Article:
No. 3

 

To vote on an advisory (non-binding) resolution to approve the compensation of the named executive officers for the year ended December 31, 2018 as described in the Proxy Statement for the Annual Meeting of Shareholders

 

 

FOR

 

In accordance with applicable law and the preference of our shareholders to cast an advisory (non-binding) vote on say-on-pay every year, we are affording our shareholders the opportunity to cast an advisory (non-binding) vote to approve the following resolution:

 

“RESOLVED, that the shareholders approve, on an advisory (non-binding) basis, the compensation of the Company’s named executive officers for the year ended December 31, 2018 as described in the Proxy Statement for the Annual Meeting of Shareholders.” (See page 25)

 

 

 

The transaction of any other business that may properly come before the meeting or any postponement or adjournment thereof

 

 

 

N/A

 

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LOGO

 

 

LOGO

 

555 12th Street NW

Washington, D.C. 20004

+1.202.312.9100

April 23, 2019

PROXY STATEMENT FOR 2019 ANNUAL MEETING OF SHAREHOLDERS

The Annual Meeting of Shareholders of FTI Consulting, Inc., a Maryland corporation (the “Company” or “FTI Consulting”), will be held on June 5, 2019 (the “Annual Meeting”), at 9:30 a.m., Eastern Daylight Time, at FTI Consulting’s principal executive office, which is located at 555 12th Street NW, Washington, D.C. 20004.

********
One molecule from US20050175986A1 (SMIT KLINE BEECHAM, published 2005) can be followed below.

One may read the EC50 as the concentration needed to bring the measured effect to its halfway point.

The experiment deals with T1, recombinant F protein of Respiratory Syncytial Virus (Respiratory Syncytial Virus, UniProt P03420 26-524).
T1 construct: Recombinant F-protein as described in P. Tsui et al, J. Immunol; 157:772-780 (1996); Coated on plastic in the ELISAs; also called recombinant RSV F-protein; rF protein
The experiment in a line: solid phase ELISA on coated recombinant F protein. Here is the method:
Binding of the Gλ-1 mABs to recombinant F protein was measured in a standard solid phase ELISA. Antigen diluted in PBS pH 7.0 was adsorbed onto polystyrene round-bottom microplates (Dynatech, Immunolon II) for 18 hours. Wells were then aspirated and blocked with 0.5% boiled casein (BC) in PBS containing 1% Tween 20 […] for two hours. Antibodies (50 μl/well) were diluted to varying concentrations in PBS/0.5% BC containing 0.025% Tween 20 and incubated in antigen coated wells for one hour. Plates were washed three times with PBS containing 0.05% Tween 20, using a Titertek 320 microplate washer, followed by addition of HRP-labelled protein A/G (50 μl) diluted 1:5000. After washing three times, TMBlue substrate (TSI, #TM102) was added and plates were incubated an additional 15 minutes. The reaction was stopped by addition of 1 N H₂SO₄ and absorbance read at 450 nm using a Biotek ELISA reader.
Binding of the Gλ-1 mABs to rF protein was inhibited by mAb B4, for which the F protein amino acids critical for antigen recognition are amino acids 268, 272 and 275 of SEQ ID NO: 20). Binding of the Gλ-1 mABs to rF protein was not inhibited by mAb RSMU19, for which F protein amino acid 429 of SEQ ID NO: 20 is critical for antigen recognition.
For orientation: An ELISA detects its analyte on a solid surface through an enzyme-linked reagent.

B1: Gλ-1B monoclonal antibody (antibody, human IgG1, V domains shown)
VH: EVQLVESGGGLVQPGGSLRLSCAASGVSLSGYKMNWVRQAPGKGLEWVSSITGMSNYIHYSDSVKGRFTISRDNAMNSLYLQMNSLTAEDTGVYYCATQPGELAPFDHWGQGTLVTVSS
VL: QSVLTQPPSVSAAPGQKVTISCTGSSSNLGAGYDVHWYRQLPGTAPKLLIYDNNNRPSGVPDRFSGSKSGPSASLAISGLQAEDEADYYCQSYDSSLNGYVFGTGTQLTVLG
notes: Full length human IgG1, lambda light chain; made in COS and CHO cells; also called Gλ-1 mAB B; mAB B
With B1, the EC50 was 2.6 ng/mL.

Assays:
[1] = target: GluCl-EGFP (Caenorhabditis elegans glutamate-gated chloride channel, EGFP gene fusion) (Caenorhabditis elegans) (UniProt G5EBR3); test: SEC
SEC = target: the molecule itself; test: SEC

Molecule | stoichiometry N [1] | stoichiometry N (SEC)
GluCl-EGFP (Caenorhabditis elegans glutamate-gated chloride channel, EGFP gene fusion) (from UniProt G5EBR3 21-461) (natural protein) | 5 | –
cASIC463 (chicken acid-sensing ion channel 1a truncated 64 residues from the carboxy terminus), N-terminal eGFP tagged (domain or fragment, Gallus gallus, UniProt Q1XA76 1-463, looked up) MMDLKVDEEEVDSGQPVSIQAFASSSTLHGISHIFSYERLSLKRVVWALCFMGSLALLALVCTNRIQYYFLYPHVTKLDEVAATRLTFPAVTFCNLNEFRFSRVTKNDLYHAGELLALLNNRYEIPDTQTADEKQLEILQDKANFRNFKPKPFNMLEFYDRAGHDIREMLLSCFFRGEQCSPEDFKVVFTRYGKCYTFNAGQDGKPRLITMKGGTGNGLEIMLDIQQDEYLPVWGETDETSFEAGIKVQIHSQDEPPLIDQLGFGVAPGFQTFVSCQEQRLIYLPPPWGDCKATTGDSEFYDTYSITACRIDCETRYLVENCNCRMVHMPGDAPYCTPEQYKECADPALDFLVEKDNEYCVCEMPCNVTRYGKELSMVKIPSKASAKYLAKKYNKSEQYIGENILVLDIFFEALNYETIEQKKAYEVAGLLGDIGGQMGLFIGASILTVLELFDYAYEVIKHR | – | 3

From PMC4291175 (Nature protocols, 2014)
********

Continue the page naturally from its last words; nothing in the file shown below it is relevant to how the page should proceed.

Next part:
Our Board of Directors (our “Board”) is soliciting our shareholders’ proxies to be voted at our Annual Meeting. Shareholders of the Company at the close of business on March 27, 2019, the record date for the Annual Meeting (the “Record Date”), are entitled to notice of, and to vote at, the Annual Meeting or any postponement or adjournment of the Annual Meeting.

This proxy statement (“Proxy Statement”) provides information that you should read before you vote (or authorize a proxy to vote) on the proposals that will be presented to you at the Annual Meeting and is intended to assist you in deciding how to vote your shares of common stock, par value $0.01 per share (“Common Stock”), of the Company.

On or about April 23, 2019, we began mailing or emailing to shareholders of record as of the Record Date, a Notice of Internet Availability of Proxy Materials (“Notice”) containing instructions on how to access this Proxy Statement and our Annual Report to Shareholders for the year ended December 31, 2018 (the “Annual Report”) online, and we began sending a full set of the proxy materials and Annual Report to shareholders who previously requested paper copies.

 

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INFORMATION ABOUT THE ANNUAL MEETING AND VOTING

WHY AM I RECEIVING THESE PROXY MATERIALS?

You are invited to attend the Annual Meeting and are entitled to consider and vote on the items of business described in this Proxy Statement. The proxy materials include the Notice and our Annual Report. If you received a paper copy of these materials by mail or email, the proxy materials also include a proxy card or voting instruction card for the Annual Meeting.

The information in this Proxy Statement describes (i) the proposals to be considered and voted on at the Annual Meeting, (ii) the voting process, (iii) the eight nominees for director named in this Proxy Statement, (iv) information about our Board and committees of our Board (the “Committees”), (v) the compensation of our named executive officers and non-employee directors for the year ended December 31, 2018, and (vi) certain other information we are required or have chosen to provide to you.

WHY DID I RECEIVE A NOTICE OF INTERNET AVAILABILITY OF PROXY MATERIALS?